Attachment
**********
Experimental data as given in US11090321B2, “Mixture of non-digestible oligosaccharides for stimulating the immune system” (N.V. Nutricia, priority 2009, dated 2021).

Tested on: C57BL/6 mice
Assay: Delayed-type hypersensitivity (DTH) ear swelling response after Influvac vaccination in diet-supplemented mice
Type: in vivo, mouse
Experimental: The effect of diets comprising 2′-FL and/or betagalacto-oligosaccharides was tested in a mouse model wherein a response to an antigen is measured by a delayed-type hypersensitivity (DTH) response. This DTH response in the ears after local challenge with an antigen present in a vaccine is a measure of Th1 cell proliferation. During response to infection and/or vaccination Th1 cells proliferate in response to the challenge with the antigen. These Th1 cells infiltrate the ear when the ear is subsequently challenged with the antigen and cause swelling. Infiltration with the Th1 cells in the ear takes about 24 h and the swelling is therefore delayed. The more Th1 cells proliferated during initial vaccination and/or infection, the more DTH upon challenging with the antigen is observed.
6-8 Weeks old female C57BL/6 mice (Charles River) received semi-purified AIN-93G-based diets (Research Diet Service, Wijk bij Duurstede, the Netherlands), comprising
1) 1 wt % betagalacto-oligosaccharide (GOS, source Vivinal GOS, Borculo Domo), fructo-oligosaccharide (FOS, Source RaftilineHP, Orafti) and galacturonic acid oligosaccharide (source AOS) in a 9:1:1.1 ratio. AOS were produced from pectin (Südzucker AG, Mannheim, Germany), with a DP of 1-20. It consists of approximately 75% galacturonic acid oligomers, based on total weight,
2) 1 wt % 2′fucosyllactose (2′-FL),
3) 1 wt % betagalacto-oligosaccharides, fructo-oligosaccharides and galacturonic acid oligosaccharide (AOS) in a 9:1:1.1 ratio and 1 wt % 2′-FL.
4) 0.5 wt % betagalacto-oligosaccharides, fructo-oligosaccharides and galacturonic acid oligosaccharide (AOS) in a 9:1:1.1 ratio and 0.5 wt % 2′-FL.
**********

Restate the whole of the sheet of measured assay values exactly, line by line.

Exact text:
Experimental data as given in US11090321B2, “Mixture of non-digestible oligosaccharides for stimulating the immune system” (N.V. Nutricia, priority 2009, dated 2021).

Tested on: C57BL/6 mice
Assay: Delayed-type hypersensitivity (DTH) ear swelling response after Influvac vaccination in diet-supplemented mice
Type: in vivo, mouse
Experimental: The effect of diets comprising 2′-FL and/or betagalacto-oligosaccharides was tested in a mouse model wherein a response to an antigen is measured by a delayed-type hypersensitivity (DTH) response. This DTH response in the ears after local challenge with an antigen present in a vaccine is a measure of Th1 cell proliferation. During response to infection and/or vaccination Th1 cells proliferate in response to the challenge with the antigen. These Th1 cells infiltrate the ear when the ear is subsequently challenged with the antigen and cause swelling. Infiltration with the Th1 cells in the ear takes about 24 h and the swelling is therefore delayed. The more Th1 cells proliferated during initial vaccination and/or infection, the more DTH upon challenging with the antigen is observed.
6-8 Weeks old female C57BL/6 mice (Charles River) received semi-purified AIN-93G-based diets (Research Diet Service, Wijk bij Duurstede, the Netherlands), comprising
1) 1 wt % betagalacto-oligosaccharide (GOS, source Vivinal GOS, Borculo Domo), fructo-oligosaccharide (FOS, Source RaftilineHP, Orafti) and galacturonic acid oligosaccharide (source AOS) in a 9:1:1.1 ratio. AOS were produced from pectin (Südzucker AG, Mannheim, Germany), with a DP of 1-20. It consists of approximately 75% galacturonic acid oligomers, based on total weight,
2) 1 wt % 2′fucosyllactose (2′-FL),
3) 1 wt % betagalacto-oligosaccharides, fructo-oligosaccharides and galacturonic acid oligosaccharide (AOS) in a 9:1:1.1 ratio and 1 wt % 2′-FL.
4) 0.5 wt % betagalacto-oligosaccharides, fructo-oligosaccharides and galacturonic acid oligosaccharide (AOS) in a 9:1:1.1 ratio and 0.5 wt % 2′-FL.